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Saturday, 15 November 2008

The Ghost of Yotsuya (1959)

Director: Nobuo Nakagawa
Stars: Shigeru Amachi, Noriko Kitazawa and Katsuko Wakasugi

Now here's a film that bridges eras! Made in 1959 in full colour, it begins as a samurai film but turns into the most obvious precursor of J-Horror I've ever seen. There's no technology to fear and no lesbian schoolgirls, but there's everything else. We open in Bizen, Okayama where Iemon Tamiya is lying in wait for Yotsuya Samon. They're both samurai but of very different classes: Samon looks down on the young man with contempt as 'a libertine' and 'an uncouth ronin'. That doesn't bode well for Tamiya who wants his daughter Iwa's hand in marriage, and so as it's patently obvious that approval is never going to be granted, he kills Samon and his companion.

Also present is his crony Naouseke, who wants Iwa's sister Sode for his own, and step one to that end is the death of the father of Sode's fiance Yomoshichi Hikobei, who just happens to be Samon's companionon this fateful night. Sure enough, Yomoshichi himself soon follows, ironically being murdered by Iemon and Naouseke at the Shiraito Falls, a shrine dedicated to revenge. Iwa and Sode have persuaded them to come here to pray for revenge for the death of their father, which Iemon and Naouseke have blamed on a noted villain, Usaburo, who has a memorable sword slash across his face.

Things progress down the invitable path for such a dishonourable pair. Two years later in Edo, Naouseke has Sode and Iemon has both Iwa and their baby son, yet everyone is broke and dissatisfied. The pair do work on occasion for a rich man called Ito but promptly gamble away the profits, so with nothing left to pawn they attempt something a little more audacious, hatching a plot for Iemon to marry It's daughter Ume. Of course this means that they have to kill off Iwa and this is we kick into definite horror territory. This film shouldn't be called The Ghost of Yotsuya, it should really be The Ghost of Iwa, as discovering the plot too late to avoid her own death, she comes back to haunt Iemon and she doesn't quit.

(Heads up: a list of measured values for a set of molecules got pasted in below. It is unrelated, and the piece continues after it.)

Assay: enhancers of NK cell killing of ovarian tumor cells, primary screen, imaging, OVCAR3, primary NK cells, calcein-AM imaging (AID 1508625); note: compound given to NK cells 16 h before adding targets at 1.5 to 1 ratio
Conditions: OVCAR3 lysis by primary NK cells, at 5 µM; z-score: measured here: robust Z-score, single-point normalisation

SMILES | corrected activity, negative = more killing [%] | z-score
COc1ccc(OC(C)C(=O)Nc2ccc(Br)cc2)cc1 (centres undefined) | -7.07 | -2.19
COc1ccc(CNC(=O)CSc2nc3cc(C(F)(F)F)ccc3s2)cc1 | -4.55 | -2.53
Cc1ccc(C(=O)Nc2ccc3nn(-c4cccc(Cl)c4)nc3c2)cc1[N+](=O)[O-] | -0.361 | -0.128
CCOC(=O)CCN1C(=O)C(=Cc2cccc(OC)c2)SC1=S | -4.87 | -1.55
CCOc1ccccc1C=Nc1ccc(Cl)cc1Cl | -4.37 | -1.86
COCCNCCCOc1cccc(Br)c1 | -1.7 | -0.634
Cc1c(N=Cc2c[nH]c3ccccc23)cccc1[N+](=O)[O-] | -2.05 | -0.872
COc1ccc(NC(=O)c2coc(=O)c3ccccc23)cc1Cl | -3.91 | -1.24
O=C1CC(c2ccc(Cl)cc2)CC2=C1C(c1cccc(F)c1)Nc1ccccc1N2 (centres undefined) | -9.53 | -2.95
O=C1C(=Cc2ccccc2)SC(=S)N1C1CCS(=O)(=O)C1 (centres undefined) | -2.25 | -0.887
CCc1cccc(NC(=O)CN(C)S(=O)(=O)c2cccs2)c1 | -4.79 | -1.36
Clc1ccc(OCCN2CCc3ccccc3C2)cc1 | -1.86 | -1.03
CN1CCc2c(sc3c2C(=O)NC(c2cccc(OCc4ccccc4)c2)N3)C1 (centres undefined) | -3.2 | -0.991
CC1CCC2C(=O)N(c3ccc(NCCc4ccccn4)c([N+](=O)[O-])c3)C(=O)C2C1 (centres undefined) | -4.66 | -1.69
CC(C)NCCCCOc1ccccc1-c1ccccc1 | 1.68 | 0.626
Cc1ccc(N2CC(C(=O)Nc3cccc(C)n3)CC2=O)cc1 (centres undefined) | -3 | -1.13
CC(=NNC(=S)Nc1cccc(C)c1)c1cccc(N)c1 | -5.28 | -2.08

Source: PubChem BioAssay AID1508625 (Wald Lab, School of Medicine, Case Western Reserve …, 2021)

Early for a graphic horror film, this is occasionally clumsy, such as in how the happy ending is set up; and some of the gore is far from convincing, such as a severed arm, unfortunately one of the first gore effects in the film, but it picks up with a vengeance. In solid Japanese tradition, what we get isn't just horrific but genuinely creepy too, though of course what may be creepiest is that it's so unexpected for a 1959 Japanese ghost story. I was expecting something far similar to The Black Cat: a black and white period piece, slow but sure in pacing and subtle in its horror. Amazingly that came nine years later, but feels far more traditional.

This one has less staginess and nods to kabuki theatre, though the early scenes seem very ritual and lead actor Shigeru Amachi looks like he belongs on stage, but it has just as much of a deliberate and stylish use of lighting, sound and wind. Here that shocks not just in its intended effect but in demonstrating to us that what look like outdoor scenes are amazingly actually indoor sets. One in particular has Iemon raging insanely through haunting experience at the river bank where he dumped the bodies of his wife and the merchant he sets up as her lover. It's powerful in itself with the fading of light, waves of wind and the river of blood, but it also stunned me that it must have been a set.

I liked this so much I left it on my DVR to watch again later with my better half here to enjoy too. There are a few bits I want to get a clearer picture on, as I was a little confused at a couple of points. I also want to watch the first half again with knowledge of how the second half unfolds: this feels like the most obvious film of two distinct halves I've seen since From Dusk Till Dawn. And I want to see again the corpses nailed to shutters, the bucket full of snakes, the Japanese fondness for ghosts to defy gravity... among other highly memorable horror scenes. The second half of The Ghost of Yotsuya blindsided me. Let's see how well it works second time round.

I should mention the names involved, but I didn't recognise any of them. The director is Nobuo Nakagawa, who seems to be something of an inspiration to leading J-Horror filmmakers like Hideo Nakata of Ringu and Dark Water fame. Having seen this I'm not surprised, but I'll have to watch the other many ghost stories from his repertoire, not just the ones I've heard of, such as The Lady Vampire and Jigoku (both of which also star Shigeru Amachi) but others completely new to me like The Ghosts of Kasane and Black Cat Mansion. I'd seen Amachi before, in Zatoichi films, but didn't know his name. He seems to be a regular Nakagawa collaborator, as do many of the rest of the cast. Kazuko Wakasugi and Noriko Kitazawa, who play Iwa and Sode, made five films each for him, notable given that they only have nine and ten films respectively to their names.

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